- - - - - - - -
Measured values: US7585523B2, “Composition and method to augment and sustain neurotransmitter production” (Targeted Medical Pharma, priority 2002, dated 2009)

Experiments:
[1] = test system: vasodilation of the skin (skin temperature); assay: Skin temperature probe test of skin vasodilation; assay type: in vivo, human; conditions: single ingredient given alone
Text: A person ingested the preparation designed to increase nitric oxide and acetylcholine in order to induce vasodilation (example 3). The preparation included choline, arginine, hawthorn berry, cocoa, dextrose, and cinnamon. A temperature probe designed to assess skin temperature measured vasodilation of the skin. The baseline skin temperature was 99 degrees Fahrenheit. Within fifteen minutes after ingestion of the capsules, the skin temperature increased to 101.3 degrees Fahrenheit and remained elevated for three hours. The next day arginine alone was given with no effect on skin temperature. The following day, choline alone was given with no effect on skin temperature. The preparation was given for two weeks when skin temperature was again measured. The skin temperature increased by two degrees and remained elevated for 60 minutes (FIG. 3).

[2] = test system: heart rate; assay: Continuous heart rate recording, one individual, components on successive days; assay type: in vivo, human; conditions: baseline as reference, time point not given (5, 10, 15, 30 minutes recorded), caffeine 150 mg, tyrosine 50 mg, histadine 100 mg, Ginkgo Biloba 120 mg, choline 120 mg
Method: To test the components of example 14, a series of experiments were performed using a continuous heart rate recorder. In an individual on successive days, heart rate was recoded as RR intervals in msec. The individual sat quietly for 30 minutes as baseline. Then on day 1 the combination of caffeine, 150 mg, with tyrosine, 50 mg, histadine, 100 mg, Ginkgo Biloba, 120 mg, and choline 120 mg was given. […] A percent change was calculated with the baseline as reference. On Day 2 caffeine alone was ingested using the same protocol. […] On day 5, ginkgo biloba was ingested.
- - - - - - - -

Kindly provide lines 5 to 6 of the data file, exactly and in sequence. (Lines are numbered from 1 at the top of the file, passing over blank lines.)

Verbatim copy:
[2] = test system: heart rate; assay: Continuous heart rate recording, one individual, components on successive days; assay type: in vivo, human; conditions: baseline as reference, time point not given (5, 10, 15, 30 minutes recorded), caffeine 150 mg, tyrosine 50 mg, histadine 100 mg, Ginkgo Biloba 120 mg, choline 120 mg
Method: To test the components of example 14, a series of experiments were performed using a continuous heart rate recorder. In an individual on successive days, heart rate was recoded as RR intervals in msec. The individual sat quietly for 30 minutes as baseline. Then on day 1 the combination of caffeine, 150 mg, with tyrosine, 50 mg, histadine, 100 mg, Ginkgo Biloba, 120 mg, and choline 120 mg was given. […] A percent change was calculated with the baseline as reference. On Day 2 caffeine alone was ingested using the same protocol. […] On day 5, ginkgo biloba was ingested.